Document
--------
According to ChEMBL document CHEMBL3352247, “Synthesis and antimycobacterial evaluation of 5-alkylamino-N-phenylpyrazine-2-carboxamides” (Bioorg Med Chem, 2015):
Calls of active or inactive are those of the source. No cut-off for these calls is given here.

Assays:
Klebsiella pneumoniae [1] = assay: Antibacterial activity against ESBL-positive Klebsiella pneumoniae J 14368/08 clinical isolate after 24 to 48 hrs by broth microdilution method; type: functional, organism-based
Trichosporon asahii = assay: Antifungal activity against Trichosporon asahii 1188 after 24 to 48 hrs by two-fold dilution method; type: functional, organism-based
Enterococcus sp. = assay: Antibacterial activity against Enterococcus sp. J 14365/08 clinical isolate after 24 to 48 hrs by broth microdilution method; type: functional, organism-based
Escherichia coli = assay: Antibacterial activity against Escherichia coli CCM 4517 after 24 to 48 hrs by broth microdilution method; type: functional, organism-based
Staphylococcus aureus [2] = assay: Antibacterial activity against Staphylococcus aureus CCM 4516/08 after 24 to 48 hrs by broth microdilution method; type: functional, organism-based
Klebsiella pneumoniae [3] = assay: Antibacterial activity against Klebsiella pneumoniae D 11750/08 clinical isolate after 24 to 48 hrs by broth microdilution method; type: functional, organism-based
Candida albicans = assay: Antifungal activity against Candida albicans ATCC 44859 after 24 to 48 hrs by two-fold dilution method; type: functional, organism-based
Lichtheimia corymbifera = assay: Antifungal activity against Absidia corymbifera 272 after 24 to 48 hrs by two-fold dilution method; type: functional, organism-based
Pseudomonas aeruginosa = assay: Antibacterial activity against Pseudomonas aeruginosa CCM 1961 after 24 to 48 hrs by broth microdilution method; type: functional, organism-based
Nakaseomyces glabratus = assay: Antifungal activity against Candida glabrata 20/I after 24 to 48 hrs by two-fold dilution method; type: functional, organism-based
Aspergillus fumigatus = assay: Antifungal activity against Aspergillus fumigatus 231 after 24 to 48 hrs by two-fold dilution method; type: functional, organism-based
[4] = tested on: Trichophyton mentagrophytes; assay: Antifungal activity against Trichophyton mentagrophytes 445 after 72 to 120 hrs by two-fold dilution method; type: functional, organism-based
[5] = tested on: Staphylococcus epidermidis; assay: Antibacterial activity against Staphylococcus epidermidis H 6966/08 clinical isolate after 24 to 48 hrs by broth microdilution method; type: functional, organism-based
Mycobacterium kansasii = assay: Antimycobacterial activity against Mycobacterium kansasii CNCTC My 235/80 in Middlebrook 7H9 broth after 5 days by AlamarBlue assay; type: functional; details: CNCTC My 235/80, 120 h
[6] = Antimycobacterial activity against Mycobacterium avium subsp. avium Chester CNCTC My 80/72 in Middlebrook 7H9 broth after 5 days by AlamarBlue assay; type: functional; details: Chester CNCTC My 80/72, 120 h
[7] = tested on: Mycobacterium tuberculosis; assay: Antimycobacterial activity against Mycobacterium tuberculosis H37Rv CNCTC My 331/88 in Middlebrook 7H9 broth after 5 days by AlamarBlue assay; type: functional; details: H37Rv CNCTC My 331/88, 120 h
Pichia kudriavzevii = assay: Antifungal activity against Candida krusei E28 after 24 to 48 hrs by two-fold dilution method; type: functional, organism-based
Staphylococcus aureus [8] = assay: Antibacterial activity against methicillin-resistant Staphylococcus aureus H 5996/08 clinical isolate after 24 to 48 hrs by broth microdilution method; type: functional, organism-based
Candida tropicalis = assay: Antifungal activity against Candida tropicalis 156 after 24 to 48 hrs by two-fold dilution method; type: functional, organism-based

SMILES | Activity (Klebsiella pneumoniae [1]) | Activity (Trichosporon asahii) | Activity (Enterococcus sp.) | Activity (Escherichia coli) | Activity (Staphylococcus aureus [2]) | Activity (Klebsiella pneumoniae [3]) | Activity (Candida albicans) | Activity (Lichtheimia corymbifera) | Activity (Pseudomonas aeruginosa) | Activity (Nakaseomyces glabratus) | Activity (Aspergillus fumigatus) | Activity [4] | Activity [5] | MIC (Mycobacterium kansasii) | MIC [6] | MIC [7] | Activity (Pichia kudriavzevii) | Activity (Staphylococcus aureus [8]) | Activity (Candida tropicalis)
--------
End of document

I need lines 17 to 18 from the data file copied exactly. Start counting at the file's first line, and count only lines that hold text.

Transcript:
Mycobacterium kansasii = assay: Antimycobacterial activity against Mycobacterium kansasii CNCTC My 235/80 in Middlebrook 7H9 broth after 5 days by AlamarBlue assay; type: functional; details: CNCTC My 235/80, 120 h
[6] = Antimycobacterial activity against Mycobacterium avium subsp. avium Chester CNCTC My 80/72 in Middlebrook 7H9 broth after 5 days by AlamarBlue assay; type: functional; details: Chester CNCTC My 80/72, 120 h